Cloth Diapering « The Down & Dirty
For those of you who haven't cloth diapered before... I know, I know, you think it's too much work and who in their right mind wants to lug poop around all day. Well it's really not all that bad, it actually becomes quite addicting, ask any cloth diapering Mama out there.
Q. Why do you cloth diaper?
A. We initially decided to cloth diaper to do our part to help the environment and for the savings of course. Disposable diapers use 20 times more raw materials, two times more water and three times more energy to make than cloth diapers. Besides depleting natural resources, manufacturing disposable diapers also utilizes non-renewable energy sources. Disposable diapers take about 500 years to decompose. The millions of tons of untreated waste added to landfills each year through plastic diapers can contaminate ground water. Crazy right? For us, the convenience of disposables is not worth all the byproducts. We want to do our part to leave a better earth for our daughter. Now how much do we save you ask? We save an average of $1751.60 over a 30 month period, per kid! That's vacation money people.
We ended up going to a cloth diapering class and quickly became overwhelmed. Pockets and pre-folds and liners, Oh MY. In the end we went with Grovias (leaked EVERY TIME) and Imagines (more like AMAZING) newborn's. I can't say enough about the Imagines, they are awesome, nev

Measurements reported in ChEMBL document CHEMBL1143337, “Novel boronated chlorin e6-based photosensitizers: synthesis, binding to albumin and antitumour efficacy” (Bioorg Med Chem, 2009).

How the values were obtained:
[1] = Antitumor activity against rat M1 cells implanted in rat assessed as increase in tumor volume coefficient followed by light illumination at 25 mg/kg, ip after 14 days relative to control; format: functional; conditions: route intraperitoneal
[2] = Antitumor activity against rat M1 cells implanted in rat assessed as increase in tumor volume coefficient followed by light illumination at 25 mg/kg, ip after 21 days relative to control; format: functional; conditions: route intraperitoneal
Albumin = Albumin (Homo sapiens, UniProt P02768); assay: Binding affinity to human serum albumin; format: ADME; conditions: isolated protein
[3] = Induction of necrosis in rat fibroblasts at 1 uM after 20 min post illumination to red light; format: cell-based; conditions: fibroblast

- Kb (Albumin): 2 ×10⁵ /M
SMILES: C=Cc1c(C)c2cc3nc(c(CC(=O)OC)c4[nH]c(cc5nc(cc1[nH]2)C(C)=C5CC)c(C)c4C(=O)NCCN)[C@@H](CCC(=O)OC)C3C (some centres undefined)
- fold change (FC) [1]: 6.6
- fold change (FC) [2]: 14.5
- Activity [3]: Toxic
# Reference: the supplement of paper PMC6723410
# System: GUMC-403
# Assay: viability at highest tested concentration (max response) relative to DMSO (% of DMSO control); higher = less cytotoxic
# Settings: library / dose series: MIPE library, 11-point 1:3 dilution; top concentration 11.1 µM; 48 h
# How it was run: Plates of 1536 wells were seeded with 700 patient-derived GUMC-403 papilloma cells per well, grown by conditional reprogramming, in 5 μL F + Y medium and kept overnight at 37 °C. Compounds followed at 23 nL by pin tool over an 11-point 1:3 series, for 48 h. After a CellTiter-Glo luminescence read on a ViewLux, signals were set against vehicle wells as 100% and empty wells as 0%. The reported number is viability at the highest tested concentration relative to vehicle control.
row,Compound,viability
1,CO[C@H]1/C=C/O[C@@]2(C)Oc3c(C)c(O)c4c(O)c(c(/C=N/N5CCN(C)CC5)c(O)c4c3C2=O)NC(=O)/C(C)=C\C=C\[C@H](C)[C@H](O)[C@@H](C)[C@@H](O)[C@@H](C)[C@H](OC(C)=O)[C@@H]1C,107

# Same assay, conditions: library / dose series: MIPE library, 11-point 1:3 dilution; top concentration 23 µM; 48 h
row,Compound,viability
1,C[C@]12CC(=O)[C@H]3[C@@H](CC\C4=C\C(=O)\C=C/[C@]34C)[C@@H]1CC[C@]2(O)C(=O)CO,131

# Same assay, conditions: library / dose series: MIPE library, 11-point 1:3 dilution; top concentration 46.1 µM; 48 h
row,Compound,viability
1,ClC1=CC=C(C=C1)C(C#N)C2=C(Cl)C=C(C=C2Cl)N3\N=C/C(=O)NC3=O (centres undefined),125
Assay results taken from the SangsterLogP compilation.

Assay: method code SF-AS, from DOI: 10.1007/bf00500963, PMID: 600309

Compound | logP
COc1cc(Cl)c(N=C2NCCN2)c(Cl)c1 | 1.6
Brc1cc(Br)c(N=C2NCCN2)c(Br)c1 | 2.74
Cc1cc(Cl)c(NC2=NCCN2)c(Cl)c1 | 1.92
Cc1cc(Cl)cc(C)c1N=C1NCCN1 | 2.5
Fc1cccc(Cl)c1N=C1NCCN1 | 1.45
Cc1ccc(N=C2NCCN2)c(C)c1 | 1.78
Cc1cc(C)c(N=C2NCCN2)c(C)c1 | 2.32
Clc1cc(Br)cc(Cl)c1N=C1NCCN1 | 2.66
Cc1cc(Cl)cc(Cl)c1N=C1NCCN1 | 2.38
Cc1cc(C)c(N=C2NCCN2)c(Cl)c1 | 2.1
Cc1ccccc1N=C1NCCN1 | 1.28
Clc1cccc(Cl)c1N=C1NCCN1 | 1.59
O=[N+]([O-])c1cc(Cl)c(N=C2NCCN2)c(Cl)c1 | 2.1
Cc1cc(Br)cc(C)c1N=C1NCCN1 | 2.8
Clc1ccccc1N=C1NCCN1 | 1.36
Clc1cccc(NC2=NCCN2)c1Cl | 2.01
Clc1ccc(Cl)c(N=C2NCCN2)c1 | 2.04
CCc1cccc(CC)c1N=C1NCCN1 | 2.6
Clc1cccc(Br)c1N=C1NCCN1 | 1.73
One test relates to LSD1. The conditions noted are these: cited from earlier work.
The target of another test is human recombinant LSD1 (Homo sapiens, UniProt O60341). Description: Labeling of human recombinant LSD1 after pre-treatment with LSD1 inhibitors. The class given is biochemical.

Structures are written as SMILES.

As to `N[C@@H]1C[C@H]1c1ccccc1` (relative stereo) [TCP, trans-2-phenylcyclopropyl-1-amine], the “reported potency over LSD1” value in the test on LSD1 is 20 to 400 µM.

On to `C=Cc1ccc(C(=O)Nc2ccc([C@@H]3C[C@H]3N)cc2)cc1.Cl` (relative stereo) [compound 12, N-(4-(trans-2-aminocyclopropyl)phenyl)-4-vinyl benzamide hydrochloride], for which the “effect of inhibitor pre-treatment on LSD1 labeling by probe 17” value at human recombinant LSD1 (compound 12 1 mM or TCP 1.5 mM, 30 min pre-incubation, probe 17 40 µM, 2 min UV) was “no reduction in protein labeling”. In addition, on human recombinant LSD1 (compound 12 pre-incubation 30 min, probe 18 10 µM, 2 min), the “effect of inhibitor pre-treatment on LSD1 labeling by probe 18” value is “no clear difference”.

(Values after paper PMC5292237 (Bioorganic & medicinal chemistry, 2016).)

er leaked and fit perfectly. At six bucks a diaper on sale, who can beat that, I had about 15 Imagines in my stash & 3 Grovias. Instead of buying all the diapers ourselves, I asked people to bring one to my baby shower, in order to enter a raffle where I gave away one of my fine art prints. That saved us another $350.00 on top of the $1751.60 we were already saving for cloth diapering in general. My Father gave us the newborn diapers, so we spent Zero $$$ on our diapers.
Q. Ok, cool...you cloth diaper, isn't it a big ole hassle?
A. No, not at all. Cloth diapering quickly becomes a part of your every day routine. It's an extra load of laundry every day or two, depending on how large your 'stash' is.Q. Speaking of laundry, how do you wash your diapers?
A. To make the wash easier I take out the inserts of the Bum Genius and unsnap the liners of my other diapers before placing them in the wet bag. You do NOT want to stick your hands in a wet bag that's been sitting for a few days, ooh nooo. I dump the contents of the wet bag, along with the wet bag itself into the washing machine and do a COLD rinse. Then I add Bum Genius brand soap to the main wash on H OT. I tumble dry my diapers on low heat, only because we live in a town home with no yard to line dry our diapers in. However I'm sure I could line dry them in our laundry room, it would just take awhile.